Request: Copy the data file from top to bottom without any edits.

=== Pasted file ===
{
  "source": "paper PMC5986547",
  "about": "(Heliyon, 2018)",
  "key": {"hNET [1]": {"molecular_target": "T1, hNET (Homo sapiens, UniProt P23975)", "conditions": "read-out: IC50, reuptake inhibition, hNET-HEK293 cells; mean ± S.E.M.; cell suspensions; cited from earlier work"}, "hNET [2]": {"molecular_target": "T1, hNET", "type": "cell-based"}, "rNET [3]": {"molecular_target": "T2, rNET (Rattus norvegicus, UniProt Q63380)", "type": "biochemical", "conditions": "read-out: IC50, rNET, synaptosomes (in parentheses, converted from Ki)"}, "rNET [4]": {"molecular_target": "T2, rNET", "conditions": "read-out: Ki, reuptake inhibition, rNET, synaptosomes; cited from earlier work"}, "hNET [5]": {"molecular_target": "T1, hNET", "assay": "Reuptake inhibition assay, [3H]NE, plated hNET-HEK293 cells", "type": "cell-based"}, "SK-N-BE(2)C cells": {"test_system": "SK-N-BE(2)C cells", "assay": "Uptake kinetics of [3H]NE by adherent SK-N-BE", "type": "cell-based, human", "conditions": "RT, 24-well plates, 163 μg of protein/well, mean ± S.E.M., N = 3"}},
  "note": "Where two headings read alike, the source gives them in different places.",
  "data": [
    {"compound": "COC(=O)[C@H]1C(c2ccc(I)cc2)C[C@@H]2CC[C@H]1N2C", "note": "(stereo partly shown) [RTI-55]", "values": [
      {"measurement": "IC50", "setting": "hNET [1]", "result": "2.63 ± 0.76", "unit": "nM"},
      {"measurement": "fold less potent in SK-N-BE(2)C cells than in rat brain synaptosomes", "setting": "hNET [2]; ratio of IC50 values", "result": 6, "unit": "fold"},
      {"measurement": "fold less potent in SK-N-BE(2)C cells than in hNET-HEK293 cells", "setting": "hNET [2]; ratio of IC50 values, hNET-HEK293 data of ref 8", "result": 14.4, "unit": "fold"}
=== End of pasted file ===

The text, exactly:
{
  "source": "paper PMC5986547",
  "about": "(Heliyon, 2018)",
  "key": {"hNET [1]": {"molecular_target": "T1, hNET (Homo sapiens, UniProt P23975)", "conditions": "read-out: IC50, reuptake inhibition, hNET-HEK293 cells; mean ± S.E.M.; cell suspensions; cited from earlier work"}, "hNET [2]": {"molecular_target": "T1, hNET", "type": "cell-based"}, "rNET [3]": {"molecular_target": "T2, rNET (Rattus norvegicus, UniProt Q63380)", "type": "biochemical", "conditions": "read-out: IC50, rNET, synaptosomes (in parentheses, converted from Ki)"}, "rNET [4]": {"molecular_target": "T2, rNET", "conditions": "read-out: Ki, reuptake inhibition, rNET, synaptosomes; cited from earlier work"}, "hNET [5]": {"molecular_target": "T1, hNET", "assay": "Reuptake inhibition assay, [3H]NE, plated hNET-HEK293 cells", "type": "cell-based"}, "SK-N-BE(2)C cells": {"test_system": "SK-N-BE(2)C cells", "assay": "Uptake kinetics of [3H]NE by adherent SK-N-BE", "type": "cell-based, human", "conditions": "RT, 24-well plates, 163 μg of protein/well, mean ± S.E.M., N = 3"}},
  "note": "Where two headings read alike, the source gives them in different places.",
  "data": [
    {"compound": "COC(=O)[C@H]1C(c2ccc(I)cc2)C[C@@H]2CC[C@H]1N2C", "note": "(stereo partly shown) [RTI-55]", "values": [
      {"measurement": "IC50", "setting": "hNET [1]", "result": "2.63 ± 0.76", "unit": "nM"},
      {"measurement": "fold less potent in SK-N-BE(2)C cells than in rat brain synaptosomes", "setting": "hNET [2]; ratio of IC50 values", "result": 6, "unit": "fold"},
      {"measurement": "fold less potent in SK-N-BE(2)C cells than in hNET-HEK293 cells", "setting": "hNET [2]; ratio of IC50 values, hNET-HEK293 data of ref 8", "result": 14.4, "unit": "fold"}